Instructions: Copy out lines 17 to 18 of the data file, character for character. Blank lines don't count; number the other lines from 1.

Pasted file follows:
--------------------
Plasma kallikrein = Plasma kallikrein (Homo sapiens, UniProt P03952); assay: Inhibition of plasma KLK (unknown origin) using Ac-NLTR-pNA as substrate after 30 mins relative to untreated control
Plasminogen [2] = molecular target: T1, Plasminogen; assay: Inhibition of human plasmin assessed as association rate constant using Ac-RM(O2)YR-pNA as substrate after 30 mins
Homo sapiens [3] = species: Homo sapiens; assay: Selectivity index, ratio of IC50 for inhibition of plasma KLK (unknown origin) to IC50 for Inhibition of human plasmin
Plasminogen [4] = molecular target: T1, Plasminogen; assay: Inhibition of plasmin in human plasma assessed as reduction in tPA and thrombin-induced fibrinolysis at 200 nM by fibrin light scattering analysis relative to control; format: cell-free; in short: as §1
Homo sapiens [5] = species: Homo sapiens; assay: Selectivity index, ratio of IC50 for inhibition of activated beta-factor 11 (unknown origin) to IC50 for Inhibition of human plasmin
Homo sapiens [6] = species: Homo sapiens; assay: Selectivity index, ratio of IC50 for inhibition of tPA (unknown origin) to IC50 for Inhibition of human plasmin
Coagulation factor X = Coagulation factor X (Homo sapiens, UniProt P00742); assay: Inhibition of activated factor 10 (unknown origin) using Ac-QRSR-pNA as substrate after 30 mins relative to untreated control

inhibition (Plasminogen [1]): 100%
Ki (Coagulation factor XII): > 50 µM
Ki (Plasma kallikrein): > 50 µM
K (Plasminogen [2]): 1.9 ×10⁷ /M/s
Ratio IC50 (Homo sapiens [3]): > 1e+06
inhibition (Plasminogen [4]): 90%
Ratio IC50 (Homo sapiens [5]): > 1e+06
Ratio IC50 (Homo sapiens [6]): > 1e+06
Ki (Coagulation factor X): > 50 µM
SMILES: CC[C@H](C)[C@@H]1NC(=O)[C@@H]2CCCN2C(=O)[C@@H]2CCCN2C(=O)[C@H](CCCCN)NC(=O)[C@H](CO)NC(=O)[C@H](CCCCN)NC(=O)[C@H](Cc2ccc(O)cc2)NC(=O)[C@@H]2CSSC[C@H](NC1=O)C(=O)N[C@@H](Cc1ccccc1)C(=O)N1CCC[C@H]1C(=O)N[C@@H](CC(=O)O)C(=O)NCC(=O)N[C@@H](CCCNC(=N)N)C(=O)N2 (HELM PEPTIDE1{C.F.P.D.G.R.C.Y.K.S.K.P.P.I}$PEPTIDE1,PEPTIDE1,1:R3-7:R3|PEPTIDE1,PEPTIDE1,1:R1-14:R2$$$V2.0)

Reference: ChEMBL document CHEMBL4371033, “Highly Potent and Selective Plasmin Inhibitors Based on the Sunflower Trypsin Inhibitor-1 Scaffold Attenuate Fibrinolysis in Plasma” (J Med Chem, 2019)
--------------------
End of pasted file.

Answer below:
SMILES: CC[C@H](C)[C@@H]1NC(=O)[C@@H]2CCCN2C(=O)[C@@H]2CCCN2C(=O)[C@H](CCCCN)NC(=O)[C@H](CO)NC(=O)[C@H](CCCCN)NC(=O)[C@H](Cc2ccc(O)cc2)NC(=O)[C@@H]2CSSC[C@H](NC1=O)C(=O)N[C@@H](Cc1ccccc1)C(=O)N1CCC[C@H]1C(=O)N[C@@H](CC(=O)O)C(=O)NCC(=O)N[C@@H](CCCNC(=N)N)C(=O)N2 (HELM PEPTIDE1{C.F.P.D.G.R.C.Y.K.S.K.P.P.I}$PEPTIDE1,PEPTIDE1,1:R3-7:R3|PEPTIDE1,PEPTIDE1,1:R1-14:R2$$$V2.0)

Reference: ChEMBL document CHEMBL4371033, “Highly Potent and Selective Plasmin Inhibitors Based on the Sunflower Trypsin Inhibitor-1 Scaffold Attenuate Fibrinolysis in Plasma” (J Med Chem, 2019)